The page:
Springbok lock Victor Matfield has marked All Blacks back row Kieran Read as a key figure in Saturday's clash in Wellington.
Veteran Springbok lock Victor Matfield has marked All Blacks back row Kieran Read as a key figure in Saturday's “do-or-die” clash in Wellington.
South Africa need to pull off their first win against the All Blacks on New Zealand soil since 2009 if they are to have any chance of stopping them claiming the southern hemisphere championship for a third successive year.
“It's a big game for us, a do-or-die game for us in this championship,” said Matfield, the most-capped Springbok with 114 Tests to his name, as he described the All Blacks as “the biggest challenge out there”.
The 37-year-old lock said one of the reasons he came out of retirement this year was the attraction of once again facing the reigning world champions, along with having a crack at another World Cup next year.
His mere presence in the Springboks line-up had an influence on how the All Blacks replaced their injured line-out kingpin Sam Whitelock (rib) and blindside flanker Liam Messam (thigh).
With specialist lock Jeremy Thrush covering for Whitelock, the dilemma facing coach Steve Hansen was whether to replace Messam with more height or to start Sam Cane alongside Richie McCaw as two openside flankers.
More height won, with Hansen opting for Steven Luatua and his “aerial skills” as an extra weapon against Matfield rather than trying to counter the Springboks' two openside flankers Francois Louw and Marcell Coetzee.
But Matfield saw the bigger threat from the All Blacks as coming from number eight Read, last year's world player of the year, and his influence at the line-out.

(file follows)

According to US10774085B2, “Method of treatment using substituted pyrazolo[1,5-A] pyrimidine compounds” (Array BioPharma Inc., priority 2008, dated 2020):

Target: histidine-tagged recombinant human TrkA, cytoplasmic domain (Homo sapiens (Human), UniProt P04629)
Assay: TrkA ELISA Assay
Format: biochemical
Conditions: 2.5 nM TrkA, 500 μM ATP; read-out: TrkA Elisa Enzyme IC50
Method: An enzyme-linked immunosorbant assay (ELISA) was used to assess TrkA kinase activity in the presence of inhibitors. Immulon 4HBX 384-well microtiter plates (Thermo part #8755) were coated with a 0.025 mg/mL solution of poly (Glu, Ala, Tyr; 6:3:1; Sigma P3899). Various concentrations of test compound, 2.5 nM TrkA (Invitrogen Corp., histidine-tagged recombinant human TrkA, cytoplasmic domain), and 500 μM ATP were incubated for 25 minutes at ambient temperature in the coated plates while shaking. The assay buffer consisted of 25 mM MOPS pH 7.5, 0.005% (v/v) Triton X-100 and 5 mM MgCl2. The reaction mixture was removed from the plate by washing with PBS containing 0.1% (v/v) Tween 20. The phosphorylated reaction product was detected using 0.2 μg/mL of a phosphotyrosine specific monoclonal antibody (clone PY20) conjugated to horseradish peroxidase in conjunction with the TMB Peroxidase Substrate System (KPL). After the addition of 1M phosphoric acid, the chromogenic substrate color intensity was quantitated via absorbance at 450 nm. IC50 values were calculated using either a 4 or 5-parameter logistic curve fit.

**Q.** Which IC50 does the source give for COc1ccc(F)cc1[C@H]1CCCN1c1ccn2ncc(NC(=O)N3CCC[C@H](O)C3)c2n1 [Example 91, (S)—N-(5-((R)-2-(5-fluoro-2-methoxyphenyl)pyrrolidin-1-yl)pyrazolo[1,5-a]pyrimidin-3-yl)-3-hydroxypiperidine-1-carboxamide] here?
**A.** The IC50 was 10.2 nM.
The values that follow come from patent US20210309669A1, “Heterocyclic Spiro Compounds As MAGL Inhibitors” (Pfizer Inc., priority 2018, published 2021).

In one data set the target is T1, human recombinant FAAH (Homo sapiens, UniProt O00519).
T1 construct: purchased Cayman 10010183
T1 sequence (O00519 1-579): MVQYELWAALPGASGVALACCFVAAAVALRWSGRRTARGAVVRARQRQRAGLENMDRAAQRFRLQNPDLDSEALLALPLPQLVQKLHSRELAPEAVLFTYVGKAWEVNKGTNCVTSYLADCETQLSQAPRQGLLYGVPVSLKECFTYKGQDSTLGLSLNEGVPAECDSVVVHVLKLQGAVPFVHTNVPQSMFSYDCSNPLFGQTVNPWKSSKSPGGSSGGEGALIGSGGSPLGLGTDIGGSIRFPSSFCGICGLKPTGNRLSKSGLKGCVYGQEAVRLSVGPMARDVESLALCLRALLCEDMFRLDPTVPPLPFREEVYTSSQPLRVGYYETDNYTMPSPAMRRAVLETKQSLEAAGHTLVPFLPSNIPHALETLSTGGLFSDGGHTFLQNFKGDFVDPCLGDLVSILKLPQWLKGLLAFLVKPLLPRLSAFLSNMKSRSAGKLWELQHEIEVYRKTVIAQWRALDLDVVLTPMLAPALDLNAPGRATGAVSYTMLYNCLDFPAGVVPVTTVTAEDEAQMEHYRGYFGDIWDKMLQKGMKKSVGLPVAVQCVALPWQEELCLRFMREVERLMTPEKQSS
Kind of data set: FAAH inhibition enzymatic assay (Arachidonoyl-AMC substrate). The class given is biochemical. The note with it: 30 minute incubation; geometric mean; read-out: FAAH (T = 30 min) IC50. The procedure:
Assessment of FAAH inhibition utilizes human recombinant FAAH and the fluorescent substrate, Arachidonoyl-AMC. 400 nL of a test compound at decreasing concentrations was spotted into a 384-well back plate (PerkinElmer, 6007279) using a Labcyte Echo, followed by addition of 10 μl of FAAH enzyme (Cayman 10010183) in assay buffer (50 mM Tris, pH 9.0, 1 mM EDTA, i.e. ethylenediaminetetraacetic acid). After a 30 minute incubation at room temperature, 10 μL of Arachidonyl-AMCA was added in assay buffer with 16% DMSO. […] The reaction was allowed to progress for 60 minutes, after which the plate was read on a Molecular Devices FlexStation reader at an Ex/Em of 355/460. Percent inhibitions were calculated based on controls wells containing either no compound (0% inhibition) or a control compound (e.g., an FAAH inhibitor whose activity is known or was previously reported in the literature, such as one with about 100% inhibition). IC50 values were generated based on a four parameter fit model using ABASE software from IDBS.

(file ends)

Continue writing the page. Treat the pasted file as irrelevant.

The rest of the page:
“Kieran Read makes a huge difference,” he said, noting how Read's development as an international has coincided with the rapid improvement of the All Blacks' line-out.
Although the loss of Whitelock would have an impact, “they've still got Kieran Read there,” Matfield said.
“If Kieran Read wasn't there it might be a different fish but with him still there they will still be very strong.”
After falling to Australia 24-23 in Perth last week, the Springboks go into this Test as underdogs, although Matfield said they had high expectations of themselves and recognised the value of toppling the hosts a year out from the World Cup.
“We want to win this game, we want to win the championship,” he said.
“The more you can beat the All Blacks the better because you might face them in a World Cup and we know they are going to the World Cup as favourites.
“There are a few (Springboks) who haven't beaten them so it will be great if we can get in their heads that they're not invincible.”
The All Blacks and Springboks have faced each other in 87 Tests, with the New Zealanders winning 50 and losing 34, while three were drawn.